EXHIBIT 1 Top 10 Servicers and Their Servicing Asset Holdings Mortgage Nonmortgage Total Servicing Servicing Assets Servicing Assets Assets Bank of America $15,177 $3,077 $18,254 Wells Fargo 15,886 186 16,072 JPMorgan Chase 13,649 897 14,546 Citigroup 4,554 2,748 7,302 Ally Financial 3,738 0 3,738 U.S. Bancorp 1,837 279 2,116 PNC Financial 1,700 1 1,701 Sun Trust Banks 1,439 6 1,445 MetLife 950 0 950 BB&T Corporation 942 0 942 Source: 2010 Q4 Y-9C Reports. Numbers are in millions.
Valuation of Servicing Assets
The accounting rule for servicing asset valuation looks straightforward: Servicing assets or liabilities should be measured at fair value upon initial recognition (ASC 860-50-30-1). However, after this seemingly clear, one-sentence rule, the accounting codes provide two pages to address the practicability of coming up with a fair value estimate. Basically, fair value of servicing asset is the net of 1) adequate compensation for performing the servicing and 2) the estimate of the benefits of servicing. Both need to be estimated before a fair value of servicing asset or liability can be determined. Once servicing assets or liabilities are created and carried on the balance sheet, a reporting entity shall subsequently measure each class of servicing assets using either the amortization method or the fair value method.
The rules are simple. But the bottom line is: How do you reach the fair value of economic benefits of a contract yet to be performed, given all the uncertainty in future events?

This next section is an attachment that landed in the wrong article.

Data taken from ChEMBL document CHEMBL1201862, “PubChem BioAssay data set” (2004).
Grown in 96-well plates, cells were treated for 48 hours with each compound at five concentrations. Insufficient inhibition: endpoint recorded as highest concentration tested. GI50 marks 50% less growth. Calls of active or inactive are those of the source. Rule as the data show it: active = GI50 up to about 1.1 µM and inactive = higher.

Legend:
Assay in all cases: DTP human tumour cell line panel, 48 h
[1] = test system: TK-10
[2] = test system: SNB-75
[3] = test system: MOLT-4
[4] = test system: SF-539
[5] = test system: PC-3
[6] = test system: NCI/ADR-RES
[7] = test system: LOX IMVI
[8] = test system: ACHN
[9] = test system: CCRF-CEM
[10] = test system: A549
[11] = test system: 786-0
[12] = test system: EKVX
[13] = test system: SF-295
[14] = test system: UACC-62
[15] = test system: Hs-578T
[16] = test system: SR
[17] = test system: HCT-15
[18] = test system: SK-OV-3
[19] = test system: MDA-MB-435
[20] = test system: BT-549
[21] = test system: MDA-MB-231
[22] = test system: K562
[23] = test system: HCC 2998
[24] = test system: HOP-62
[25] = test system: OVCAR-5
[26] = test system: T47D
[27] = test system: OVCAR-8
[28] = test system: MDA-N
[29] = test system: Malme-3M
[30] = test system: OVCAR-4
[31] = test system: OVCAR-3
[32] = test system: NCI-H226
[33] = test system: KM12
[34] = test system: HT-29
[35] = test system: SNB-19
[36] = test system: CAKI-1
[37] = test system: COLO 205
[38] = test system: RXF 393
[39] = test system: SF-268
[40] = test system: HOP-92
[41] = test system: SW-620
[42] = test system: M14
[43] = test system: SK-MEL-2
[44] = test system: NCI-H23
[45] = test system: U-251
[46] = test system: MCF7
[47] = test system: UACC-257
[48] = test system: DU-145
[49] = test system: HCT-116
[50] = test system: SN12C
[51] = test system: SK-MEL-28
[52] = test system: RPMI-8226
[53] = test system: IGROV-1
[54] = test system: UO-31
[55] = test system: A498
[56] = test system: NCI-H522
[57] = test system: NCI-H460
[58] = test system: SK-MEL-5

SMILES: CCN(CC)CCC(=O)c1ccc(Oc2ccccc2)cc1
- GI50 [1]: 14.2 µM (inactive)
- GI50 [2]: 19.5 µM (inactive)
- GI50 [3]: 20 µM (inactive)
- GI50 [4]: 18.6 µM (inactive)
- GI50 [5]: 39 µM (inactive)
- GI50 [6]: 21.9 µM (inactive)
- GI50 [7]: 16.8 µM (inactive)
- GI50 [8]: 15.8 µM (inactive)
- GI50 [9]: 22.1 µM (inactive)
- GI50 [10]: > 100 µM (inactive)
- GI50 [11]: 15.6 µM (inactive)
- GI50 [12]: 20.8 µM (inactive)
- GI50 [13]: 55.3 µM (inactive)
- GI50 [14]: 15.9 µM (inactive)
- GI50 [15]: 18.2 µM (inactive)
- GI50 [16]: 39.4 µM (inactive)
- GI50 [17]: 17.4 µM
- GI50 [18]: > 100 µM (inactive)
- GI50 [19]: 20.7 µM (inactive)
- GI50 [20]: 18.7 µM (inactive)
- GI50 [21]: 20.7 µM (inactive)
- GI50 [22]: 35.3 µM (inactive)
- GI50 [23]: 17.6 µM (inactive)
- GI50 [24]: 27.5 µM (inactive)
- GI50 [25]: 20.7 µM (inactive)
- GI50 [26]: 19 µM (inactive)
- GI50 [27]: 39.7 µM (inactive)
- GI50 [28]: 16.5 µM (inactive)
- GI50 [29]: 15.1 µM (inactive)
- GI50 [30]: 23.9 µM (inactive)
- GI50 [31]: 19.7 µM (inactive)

To illustrate possible uncertainties involved in valuing servicing, consider a typical servicing contract tor a 30-year residential mortgage loan. Periodical fee income is contracted and can be expected, but that's about the only item under control. Depending on the borrower's financial condition and the market interest rate, the mortgage can default, resulting in foreclosure-related expenses; be prepaid, resulting in the termination of the service; or continue for the next 30 years as contracted. These are uncertainties of the underlying financial asset totally beyond the servicer's control. On the servicer side, the costs of performing the service can change; what is considered "adequate compensation" may also change, depending on the servicer's cost of capital. Given all these uncertainties, financial executives, nevertheless, have to attach a price tag for the servicing asset or liability--it's easy to understand why it is listed among the top financial reporting challenges.
Financial Executives' Dilemma
No one can precisely anticipate future events, and it is understood that fair values, at best, are unbiased estimates of future economic benefits. But for financial executives, the stakes are high if their estimates are off the mark because servicing assets, like most other assets and liabilities, are recognized with income statement effects. The initial recognition/valuation and subsequent valuations of servicing assets have direct, dollar-for-dollar effects on reported accounting earnings. If financial executives' performance evaluations are tied to accounting earnings, then it is critical that the proper estimate of the value of servicing assets be obtained.